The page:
Spotify’s new party mode feature, ‘Group Session,’ goes remote

Spotify announced today it’s updating its recently launched shared-queue feature, Group Session, to support remote usage.  Essentially a “party mode,” the feature first debuted in May, offering a way for participants contribute to a collaborative playlist in real-time and control what’s playing across everyone’s devices. Spotify explained at the time that, despite social distancing measures, the feature could still be useful to small groups, like families quarantining together, for example.

But today’s update brings Group Session into the COVID-19 era where people continue to spend apart.

Now, Premium users will be able to tune into the same playlist or podcast together at the same time, even if they’re not in the same place. Before, users would have to be in the same physical space for the feature to work. It had also involved a barcode users would scan with their own device to add to the party playlist.

Now, groups of two to five people can join a remote Group Session by clicking on a “join” link sent out via messaging apps, SMS, or social media from the Group Session’s host. This link is accessed from the “Connect” menu in the bottom-left corner of the play screen in the Spotify app. From here, the host scrolls down to the option “Start a Group Session” to get the link to share with friends or family.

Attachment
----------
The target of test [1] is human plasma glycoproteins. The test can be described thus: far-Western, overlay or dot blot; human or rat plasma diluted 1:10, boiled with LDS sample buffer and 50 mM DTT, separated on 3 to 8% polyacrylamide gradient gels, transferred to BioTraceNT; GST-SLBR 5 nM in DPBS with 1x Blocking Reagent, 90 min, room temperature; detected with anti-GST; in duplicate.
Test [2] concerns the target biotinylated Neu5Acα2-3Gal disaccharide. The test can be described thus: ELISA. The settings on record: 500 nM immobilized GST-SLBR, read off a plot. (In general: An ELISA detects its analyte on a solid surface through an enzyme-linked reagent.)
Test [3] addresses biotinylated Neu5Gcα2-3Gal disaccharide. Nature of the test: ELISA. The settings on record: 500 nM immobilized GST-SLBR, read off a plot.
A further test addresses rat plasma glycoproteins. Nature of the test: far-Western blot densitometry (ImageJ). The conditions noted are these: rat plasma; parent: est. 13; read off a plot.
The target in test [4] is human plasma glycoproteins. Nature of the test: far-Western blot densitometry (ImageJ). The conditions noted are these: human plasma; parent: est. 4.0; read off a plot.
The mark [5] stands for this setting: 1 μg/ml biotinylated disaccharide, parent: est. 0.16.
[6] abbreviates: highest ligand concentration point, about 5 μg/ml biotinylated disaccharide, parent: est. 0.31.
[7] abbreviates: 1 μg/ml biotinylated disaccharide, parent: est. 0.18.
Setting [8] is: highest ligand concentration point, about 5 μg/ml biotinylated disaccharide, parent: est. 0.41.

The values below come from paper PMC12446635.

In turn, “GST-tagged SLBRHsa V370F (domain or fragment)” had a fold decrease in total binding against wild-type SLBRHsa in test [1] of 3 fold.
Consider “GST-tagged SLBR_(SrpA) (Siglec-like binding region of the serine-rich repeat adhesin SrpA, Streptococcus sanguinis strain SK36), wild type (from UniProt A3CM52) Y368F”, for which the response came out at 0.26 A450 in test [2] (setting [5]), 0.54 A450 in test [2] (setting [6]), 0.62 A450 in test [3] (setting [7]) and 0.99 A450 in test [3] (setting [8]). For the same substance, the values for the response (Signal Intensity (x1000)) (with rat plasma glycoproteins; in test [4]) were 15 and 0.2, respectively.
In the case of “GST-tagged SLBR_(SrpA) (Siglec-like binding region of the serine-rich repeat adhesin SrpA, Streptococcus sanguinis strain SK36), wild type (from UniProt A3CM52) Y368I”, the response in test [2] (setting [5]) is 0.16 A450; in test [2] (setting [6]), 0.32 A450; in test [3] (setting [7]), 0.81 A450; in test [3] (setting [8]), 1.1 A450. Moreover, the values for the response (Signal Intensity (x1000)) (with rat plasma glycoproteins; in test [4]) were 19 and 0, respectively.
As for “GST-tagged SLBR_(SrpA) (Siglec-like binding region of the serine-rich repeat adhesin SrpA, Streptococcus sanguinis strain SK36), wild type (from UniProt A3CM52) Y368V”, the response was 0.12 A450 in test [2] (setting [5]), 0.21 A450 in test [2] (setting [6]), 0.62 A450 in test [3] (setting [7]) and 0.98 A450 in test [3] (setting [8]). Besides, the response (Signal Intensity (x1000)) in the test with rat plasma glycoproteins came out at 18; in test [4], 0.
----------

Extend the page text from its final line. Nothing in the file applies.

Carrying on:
Invited participants can click the link or scan the Spotify code, as before, to join in the session.

Once in, hosts and guests can pause, play, skip and select tracks on the queue or add in their own choices. As one person makes a change to the Group Session, it’s immediately reflected on all participant’s devices.

Group Session had been spotted in development last year, well before the coronavirus outbreak arrived. It was originally envisioned as a feature that could tempt Spotify’s more social users – like party-goers or college roommates, for example — to upgrade to a Premium subscription in order to join in the fun of being able to add to and control the shared queue. But with social distancing measures still in place, few people have need for a party mode feature today.

Likely, Spotify saw the feature was under-utilized due to its requirement for users to be together in person, so expanded it to include remote usage.

However, the bigger limitation is that Group Session is limited to Premium subscribers.

In practice, that means many of the people who have time to sit around and (virtually) hang out with friends listening to music — often, young people on free accounts — can’t even try it. Instead, Group Session should allow free users the ability to participate on these collaborative playlists, but to a lesser extent than paid subscribers. That would allow all of Spotify’s users to try out the addition, but still deliver a push to upgrade to those who found the Group Session feature useful.

The company could even tie the Group Session to a paid video ad experience that allowed users to participate for a limited period of time, after first viewing a sponsor’s message.

The Group Session option continues to be in public beta, which means it’s still being tested and developed. Spotify says the feature is available globally to all Premium users today.